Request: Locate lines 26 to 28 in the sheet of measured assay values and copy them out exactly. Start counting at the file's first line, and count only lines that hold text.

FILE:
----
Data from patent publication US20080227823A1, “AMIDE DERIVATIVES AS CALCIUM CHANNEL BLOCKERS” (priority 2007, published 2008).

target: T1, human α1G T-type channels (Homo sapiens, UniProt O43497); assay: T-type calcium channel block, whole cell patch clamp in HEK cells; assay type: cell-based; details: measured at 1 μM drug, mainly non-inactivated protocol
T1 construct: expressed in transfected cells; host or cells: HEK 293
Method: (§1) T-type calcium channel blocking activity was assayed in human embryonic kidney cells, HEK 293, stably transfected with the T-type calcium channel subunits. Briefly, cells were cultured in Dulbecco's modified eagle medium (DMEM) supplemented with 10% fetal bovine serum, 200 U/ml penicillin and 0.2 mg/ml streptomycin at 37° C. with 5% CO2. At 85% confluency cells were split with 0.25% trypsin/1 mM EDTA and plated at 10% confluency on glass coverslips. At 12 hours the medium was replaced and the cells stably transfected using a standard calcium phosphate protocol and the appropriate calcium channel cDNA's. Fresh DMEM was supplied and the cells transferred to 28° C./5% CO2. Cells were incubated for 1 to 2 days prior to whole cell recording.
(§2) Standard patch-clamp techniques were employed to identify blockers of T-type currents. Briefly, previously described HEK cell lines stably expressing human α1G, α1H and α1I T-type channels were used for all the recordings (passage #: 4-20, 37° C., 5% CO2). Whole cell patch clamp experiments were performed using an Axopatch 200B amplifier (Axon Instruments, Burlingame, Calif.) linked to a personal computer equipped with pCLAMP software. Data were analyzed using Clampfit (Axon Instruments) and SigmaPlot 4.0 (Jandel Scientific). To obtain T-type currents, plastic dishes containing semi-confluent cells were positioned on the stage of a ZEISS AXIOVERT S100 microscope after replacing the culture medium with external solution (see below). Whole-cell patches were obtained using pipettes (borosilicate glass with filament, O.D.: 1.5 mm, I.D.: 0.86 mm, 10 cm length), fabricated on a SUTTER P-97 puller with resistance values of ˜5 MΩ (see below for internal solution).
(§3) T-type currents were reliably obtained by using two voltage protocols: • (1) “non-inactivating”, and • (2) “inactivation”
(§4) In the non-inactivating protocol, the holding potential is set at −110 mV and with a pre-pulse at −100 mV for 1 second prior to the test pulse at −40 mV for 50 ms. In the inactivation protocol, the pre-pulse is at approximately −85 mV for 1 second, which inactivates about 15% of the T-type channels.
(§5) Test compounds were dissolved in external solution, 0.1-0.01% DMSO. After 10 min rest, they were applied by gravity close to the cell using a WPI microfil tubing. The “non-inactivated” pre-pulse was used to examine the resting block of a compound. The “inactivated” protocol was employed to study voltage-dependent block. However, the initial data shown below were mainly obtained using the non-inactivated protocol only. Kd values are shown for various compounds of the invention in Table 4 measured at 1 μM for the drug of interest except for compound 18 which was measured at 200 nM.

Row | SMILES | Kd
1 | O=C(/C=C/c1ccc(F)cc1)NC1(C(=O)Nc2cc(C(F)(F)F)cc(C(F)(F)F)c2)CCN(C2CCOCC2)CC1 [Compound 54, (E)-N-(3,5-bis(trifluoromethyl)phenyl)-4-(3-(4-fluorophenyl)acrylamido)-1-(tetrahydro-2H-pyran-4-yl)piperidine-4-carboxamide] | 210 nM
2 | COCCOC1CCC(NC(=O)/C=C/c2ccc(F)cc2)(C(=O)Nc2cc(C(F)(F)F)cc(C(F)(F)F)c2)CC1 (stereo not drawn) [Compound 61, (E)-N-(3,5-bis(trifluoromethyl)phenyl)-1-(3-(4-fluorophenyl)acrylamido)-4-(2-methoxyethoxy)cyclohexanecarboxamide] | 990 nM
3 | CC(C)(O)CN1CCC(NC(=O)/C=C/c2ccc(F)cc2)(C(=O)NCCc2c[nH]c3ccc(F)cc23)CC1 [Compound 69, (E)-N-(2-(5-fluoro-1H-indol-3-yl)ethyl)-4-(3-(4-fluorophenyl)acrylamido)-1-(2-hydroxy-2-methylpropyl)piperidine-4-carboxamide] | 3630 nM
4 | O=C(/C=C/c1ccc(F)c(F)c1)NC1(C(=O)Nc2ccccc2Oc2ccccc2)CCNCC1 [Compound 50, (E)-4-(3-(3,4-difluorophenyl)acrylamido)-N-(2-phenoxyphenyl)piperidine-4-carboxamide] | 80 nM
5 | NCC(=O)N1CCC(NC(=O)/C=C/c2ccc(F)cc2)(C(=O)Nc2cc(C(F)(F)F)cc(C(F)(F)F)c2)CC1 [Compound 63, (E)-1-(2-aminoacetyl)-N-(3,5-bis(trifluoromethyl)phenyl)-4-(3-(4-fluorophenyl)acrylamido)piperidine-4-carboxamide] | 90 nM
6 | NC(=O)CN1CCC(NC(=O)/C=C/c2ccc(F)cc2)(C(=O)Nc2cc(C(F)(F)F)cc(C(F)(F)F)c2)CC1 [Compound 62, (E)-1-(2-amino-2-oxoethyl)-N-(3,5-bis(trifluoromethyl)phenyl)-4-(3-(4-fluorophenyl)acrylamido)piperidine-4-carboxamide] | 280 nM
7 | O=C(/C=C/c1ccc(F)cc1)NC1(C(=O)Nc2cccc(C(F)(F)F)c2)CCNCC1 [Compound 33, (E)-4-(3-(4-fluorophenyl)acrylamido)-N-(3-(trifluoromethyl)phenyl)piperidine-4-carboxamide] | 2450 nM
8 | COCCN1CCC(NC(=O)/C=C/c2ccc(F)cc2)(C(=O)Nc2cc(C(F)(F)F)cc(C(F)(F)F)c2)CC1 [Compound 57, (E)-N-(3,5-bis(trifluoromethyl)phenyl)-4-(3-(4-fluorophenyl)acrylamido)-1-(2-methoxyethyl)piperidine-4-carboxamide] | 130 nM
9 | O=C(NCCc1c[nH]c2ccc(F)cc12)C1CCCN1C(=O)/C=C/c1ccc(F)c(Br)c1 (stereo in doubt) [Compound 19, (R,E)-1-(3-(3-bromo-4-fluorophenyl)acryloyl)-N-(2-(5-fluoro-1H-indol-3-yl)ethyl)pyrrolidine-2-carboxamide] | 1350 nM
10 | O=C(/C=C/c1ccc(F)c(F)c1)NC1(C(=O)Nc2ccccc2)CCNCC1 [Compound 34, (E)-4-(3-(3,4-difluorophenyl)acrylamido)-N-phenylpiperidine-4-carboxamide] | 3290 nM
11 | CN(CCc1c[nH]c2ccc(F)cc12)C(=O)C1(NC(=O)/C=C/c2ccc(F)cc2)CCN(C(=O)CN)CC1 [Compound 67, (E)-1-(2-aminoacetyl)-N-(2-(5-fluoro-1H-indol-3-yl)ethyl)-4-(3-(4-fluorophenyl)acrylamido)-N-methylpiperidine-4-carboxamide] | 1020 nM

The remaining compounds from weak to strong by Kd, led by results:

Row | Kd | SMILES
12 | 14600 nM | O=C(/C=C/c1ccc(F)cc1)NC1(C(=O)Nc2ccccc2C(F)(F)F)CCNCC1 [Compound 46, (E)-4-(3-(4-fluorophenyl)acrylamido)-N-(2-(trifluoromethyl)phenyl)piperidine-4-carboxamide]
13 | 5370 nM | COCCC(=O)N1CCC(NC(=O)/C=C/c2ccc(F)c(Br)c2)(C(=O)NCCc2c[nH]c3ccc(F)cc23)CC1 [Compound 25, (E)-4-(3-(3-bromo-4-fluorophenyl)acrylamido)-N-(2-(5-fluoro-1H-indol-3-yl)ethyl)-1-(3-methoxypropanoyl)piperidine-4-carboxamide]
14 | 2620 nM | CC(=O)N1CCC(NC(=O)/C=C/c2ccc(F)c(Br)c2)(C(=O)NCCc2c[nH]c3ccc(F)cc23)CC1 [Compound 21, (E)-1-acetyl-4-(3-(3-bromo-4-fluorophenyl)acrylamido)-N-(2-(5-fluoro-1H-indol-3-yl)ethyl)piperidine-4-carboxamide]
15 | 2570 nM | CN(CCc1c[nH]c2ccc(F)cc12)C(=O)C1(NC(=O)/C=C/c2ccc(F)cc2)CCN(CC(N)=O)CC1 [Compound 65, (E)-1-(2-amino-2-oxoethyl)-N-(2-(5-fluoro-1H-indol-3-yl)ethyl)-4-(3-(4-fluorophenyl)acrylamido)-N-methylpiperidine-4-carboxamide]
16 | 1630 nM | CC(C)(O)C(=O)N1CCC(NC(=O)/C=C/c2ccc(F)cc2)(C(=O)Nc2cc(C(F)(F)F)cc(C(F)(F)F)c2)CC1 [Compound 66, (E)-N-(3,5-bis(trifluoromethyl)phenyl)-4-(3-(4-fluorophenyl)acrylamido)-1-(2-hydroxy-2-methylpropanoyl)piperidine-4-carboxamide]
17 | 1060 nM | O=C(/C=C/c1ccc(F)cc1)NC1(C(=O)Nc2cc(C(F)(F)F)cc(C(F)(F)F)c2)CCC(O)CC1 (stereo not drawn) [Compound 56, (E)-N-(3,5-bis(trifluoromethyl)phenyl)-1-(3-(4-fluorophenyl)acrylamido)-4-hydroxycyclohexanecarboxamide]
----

15 | 2570 nM | CN(CCc1c[nH]c2ccc(F)cc12)C(=O)C1(NC(=O)/C=C/c2ccc(F)cc2)CCN(CC(N)=O)CC1 [Compound 65, (E)-1-(2-amino-2-oxoethyl)-N-(2-(5-fluoro-1H-indol-3-yl)ethyl)-4-(3-(4-fluorophenyl)acrylamido)-N-methylpiperidine-4-carboxamide]
16 | 1630 nM | CC(C)(O)C(=O)N1CCC(NC(=O)/C=C/c2ccc(F)cc2)(C(=O)Nc2cc(C(F)(F)F)cc(C(F)(F)F)c2)CC1 [Compound 66, (E)-N-(3,5-bis(trifluoromethyl)phenyl)-4-(3-(4-fluorophenyl)acrylamido)-1-(2-hydroxy-2-methylpropanoyl)piperidine-4-carboxamide]
17 | 1060 nM | O=C(/C=C/c1ccc(F)cc1)NC1(C(=O)Nc2cc(C(F)(F)F)cc(C(F)(F)F)c2)CCC(O)CC1 (stereo not drawn) [Compound 56, (E)-N-(3,5-bis(trifluoromethyl)phenyl)-1-(3-(4-fluorophenyl)acrylamido)-4-hydroxycyclohexanecarboxamide]